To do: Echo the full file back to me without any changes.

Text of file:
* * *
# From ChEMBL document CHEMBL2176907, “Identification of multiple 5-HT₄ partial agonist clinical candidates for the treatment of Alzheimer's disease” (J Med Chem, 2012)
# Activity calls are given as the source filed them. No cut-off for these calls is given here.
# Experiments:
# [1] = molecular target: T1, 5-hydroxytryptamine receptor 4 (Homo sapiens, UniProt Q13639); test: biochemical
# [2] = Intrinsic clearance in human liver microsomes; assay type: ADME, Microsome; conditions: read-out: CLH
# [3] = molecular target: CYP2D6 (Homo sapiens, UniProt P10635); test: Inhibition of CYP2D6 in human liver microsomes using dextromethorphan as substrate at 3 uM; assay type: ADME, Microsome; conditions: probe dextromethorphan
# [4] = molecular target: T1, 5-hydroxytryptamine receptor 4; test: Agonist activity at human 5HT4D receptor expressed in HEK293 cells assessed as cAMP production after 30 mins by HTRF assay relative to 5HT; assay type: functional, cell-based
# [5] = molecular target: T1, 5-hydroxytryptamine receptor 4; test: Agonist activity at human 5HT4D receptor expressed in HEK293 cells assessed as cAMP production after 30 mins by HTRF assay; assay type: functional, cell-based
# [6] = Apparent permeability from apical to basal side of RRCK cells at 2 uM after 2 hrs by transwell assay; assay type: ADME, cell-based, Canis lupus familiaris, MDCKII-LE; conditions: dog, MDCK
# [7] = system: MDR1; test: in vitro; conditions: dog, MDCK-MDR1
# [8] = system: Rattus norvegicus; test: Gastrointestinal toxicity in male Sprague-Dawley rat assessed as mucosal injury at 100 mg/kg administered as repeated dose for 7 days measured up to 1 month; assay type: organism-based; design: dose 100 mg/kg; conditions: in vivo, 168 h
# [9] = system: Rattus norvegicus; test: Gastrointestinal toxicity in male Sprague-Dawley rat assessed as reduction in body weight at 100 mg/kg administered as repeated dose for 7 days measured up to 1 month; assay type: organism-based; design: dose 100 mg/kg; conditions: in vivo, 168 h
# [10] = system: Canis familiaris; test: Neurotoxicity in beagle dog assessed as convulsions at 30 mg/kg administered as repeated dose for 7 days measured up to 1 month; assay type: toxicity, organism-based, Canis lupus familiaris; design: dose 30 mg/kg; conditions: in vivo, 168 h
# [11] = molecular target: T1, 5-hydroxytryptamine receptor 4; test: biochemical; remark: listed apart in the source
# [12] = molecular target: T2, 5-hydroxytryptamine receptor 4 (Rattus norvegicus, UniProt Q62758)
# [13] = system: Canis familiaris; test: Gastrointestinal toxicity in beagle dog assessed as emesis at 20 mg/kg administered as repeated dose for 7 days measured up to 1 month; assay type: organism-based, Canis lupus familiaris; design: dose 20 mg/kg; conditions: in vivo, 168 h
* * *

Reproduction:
# From ChEMBL document CHEMBL2176907, “Identification of multiple 5-HT₄ partial agonist clinical candidates for the treatment of Alzheimer's disease” (J Med Chem, 2012)
# Activity calls are given as the source filed them. No cut-off for these calls is given here.
# Experiments:
# [1] = molecular target: T1, 5-hydroxytryptamine receptor 4 (Homo sapiens, UniProt Q13639); test: biochemical
# [2] = Intrinsic clearance in human liver microsomes; assay type: ADME, Microsome; conditions: read-out: CLH
# [3] = molecular target: CYP2D6 (Homo sapiens, UniProt P10635); test: Inhibition of CYP2D6 in human liver microsomes using dextromethorphan as substrate at 3 uM; assay type: ADME, Microsome; conditions: probe dextromethorphan
# [4] = molecular target: T1, 5-hydroxytryptamine receptor 4; test: Agonist activity at human 5HT4D receptor expressed in HEK293 cells assessed as cAMP production after 30 mins by HTRF assay relative to 5HT; assay type: functional, cell-based
# [5] = molecular target: T1, 5-hydroxytryptamine receptor 4; test: Agonist activity at human 5HT4D receptor expressed in HEK293 cells assessed as cAMP production after 30 mins by HTRF assay; assay type: functional, cell-based
# [6] = Apparent permeability from apical to basal side of RRCK cells at 2 uM after 2 hrs by transwell assay; assay type: ADME, cell-based, Canis lupus familiaris, MDCKII-LE; conditions: dog, MDCK
# [7] = system: MDR1; test: in vitro; conditions: dog, MDCK-MDR1
# [8] = system: Rattus norvegicus; test: Gastrointestinal toxicity in male Sprague-Dawley rat assessed as mucosal injury at 100 mg/kg administered as repeated dose for 7 days measured up to 1 month; assay type: organism-based; design: dose 100 mg/kg; conditions: in vivo, 168 h
# [9] = system: Rattus norvegicus; test: Gastrointestinal toxicity in male Sprague-Dawley rat assessed as reduction in body weight at 100 mg/kg administered as repeated dose for 7 days measured up to 1 month; assay type: organism-based; design: dose 100 mg/kg; conditions: in vivo, 168 h
# [10] = system: Canis familiaris; test: Neurotoxicity in beagle dog assessed as convulsions at 30 mg/kg administered as repeated dose for 7 days measured up to 1 month; assay type: toxicity, organism-based, Canis lupus familiaris; design: dose 30 mg/kg; conditions: in vivo, 168 h
# [11] = molecular target: T1, 5-hydroxytryptamine receptor 4; test: biochemical; remark: listed apart in the source
# [12] = molecular target: T2, 5-hydroxytryptamine receptor 4 (Rattus norvegicus, UniProt Q62758)
# [13] = system: Canis familiaris; test: Gastrointestinal toxicity in beagle dog assessed as emesis at 20 mg/kg administered as repeated dose for 7 days measured up to 1 month; assay type: organism-based, Canis lupus familiaris; design: dose 20 mg/kg; conditions: in vivo, 168 h